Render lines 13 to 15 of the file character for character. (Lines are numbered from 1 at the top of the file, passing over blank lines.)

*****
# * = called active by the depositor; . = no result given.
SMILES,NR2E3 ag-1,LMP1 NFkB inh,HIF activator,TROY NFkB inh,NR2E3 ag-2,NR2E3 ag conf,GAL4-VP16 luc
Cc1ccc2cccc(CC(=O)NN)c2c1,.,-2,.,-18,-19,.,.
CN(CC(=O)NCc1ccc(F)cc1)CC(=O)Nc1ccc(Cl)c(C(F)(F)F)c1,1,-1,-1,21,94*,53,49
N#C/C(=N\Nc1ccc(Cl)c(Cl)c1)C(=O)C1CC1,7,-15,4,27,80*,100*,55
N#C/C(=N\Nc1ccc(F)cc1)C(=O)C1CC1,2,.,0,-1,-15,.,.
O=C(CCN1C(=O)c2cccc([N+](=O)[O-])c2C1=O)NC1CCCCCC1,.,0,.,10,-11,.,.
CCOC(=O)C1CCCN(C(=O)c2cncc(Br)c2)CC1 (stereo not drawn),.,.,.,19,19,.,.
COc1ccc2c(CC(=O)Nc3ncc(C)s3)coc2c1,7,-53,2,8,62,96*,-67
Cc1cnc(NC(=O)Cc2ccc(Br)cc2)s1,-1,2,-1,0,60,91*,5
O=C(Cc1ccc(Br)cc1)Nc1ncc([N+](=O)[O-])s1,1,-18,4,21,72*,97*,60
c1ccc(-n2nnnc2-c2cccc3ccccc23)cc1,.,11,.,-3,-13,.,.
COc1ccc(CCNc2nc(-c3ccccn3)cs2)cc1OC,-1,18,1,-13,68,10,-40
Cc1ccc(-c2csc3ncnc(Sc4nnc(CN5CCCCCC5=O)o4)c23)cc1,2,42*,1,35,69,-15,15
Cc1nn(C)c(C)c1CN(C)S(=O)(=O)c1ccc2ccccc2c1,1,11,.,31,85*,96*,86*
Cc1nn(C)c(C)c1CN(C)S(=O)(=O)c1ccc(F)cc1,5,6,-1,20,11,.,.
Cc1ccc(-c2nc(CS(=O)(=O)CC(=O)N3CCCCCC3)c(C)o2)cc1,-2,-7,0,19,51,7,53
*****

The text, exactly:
COc1ccc(CCNc2nc(-c3ccccn3)cs2)cc1OC,-1,18,1,-13,68,10,-40
Cc1ccc(-c2csc3ncnc(Sc4nnc(CN5CCCCCC5=O)o4)c23)cc1,2,42*,1,35,69,-15,15
Cc1nn(C)c(C)c1CN(C)S(=O)(=O)c1ccc2ccccc2c1,1,11,.,31,85*,96*,86*